How to Stop a Dog Barking at the TV: 4 Simple Steps

Does your dog go crazy barking whenever you turn on the TV? It can be funny to start with but becomes annoying when they don’t stop. My dog does barks at the television, but only at certain programs… wildlife ones with big cats on. No matter how much he’s told to stop it, he doesn’t, until we turn the show about lions and tigers off.

But some dogs will bark incessantly at anything that appears on the TV. This isn’t going to go down too well when you’ve had a long day at work and just want to chill out. But there are other ways you can get your dog to stop barking at the TV, other than switching it off – I will explain how.

How to stop your dog barking at the TV

Whether your dog is bored, frustrated or trying to protect you, you want to tell your dog there’s no need to start barking whenever you switch on the TV. It’s annoying behavior and ruins your idea of a relaxing night watching your favorite series. More seriously, it might annoy neighbors, and you could be breaking dog barking laws.

Here are some ways you can stop your dog from barking at the TV.

1.Train your dog to accept the TV

Ideally, you want to start training your dog from puppyhood to accept the TV in your lounge. You want your dog to know the TV is not a threat and certainly not something to bark at. Even if your dog is older and has got into the bad habit of barking at the TV, you can train them to stop.

The first step is to arm yourself with some of your doggie’s favorite treats. The next step is to figure out which sounds or sights set your dog off – in my cases it lions and tigers.

This may require some practice and patience.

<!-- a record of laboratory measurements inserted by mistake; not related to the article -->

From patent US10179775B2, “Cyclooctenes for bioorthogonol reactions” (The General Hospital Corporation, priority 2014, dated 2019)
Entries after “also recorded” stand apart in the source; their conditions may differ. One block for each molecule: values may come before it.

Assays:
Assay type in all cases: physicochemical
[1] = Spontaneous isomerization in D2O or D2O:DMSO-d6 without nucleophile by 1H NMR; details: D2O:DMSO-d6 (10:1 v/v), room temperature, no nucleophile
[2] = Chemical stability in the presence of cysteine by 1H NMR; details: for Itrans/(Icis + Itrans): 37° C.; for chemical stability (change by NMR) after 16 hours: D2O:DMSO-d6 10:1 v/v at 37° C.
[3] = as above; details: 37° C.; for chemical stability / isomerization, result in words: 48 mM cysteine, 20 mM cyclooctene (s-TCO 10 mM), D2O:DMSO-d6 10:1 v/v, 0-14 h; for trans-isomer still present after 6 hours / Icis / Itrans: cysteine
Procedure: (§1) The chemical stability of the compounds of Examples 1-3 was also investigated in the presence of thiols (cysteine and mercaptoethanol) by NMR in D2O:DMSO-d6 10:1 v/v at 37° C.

how do I get my dog to stop barking at the TV
With patience you can stop your dog barking at the TV (Image licensed via

Observe your dog’s behavior and notice when they start getting excited when something happens on the TV screen. Is it only certain sounds or images that triggers him? When you know what makes him react, you can prepare to intervene.

Before your dog has a chance to go ballistic, bring out the treats. You want to distract him from whatever is about to trigger him into a barking frenzy. You also want him to learn that if he stays calm, he’ll be rewarded with a treat.

Remember to also tell him he’s a good boy.

2. Distract him from barking at the TV with a game

Okay, this idea does mean you don’t get to chill completely while watching TV. Throw a ball for your dog to fetch or let him tug on a rope while you’re pulling it. This will distract him from the TV and may eventually tire him out as well.

You could also make sure all his favorite toys are in the room and distract him by giving him a toy to play with while you’re watching the TV. If you’re using the training method suggested above, you can replace the treats with his favorite toy.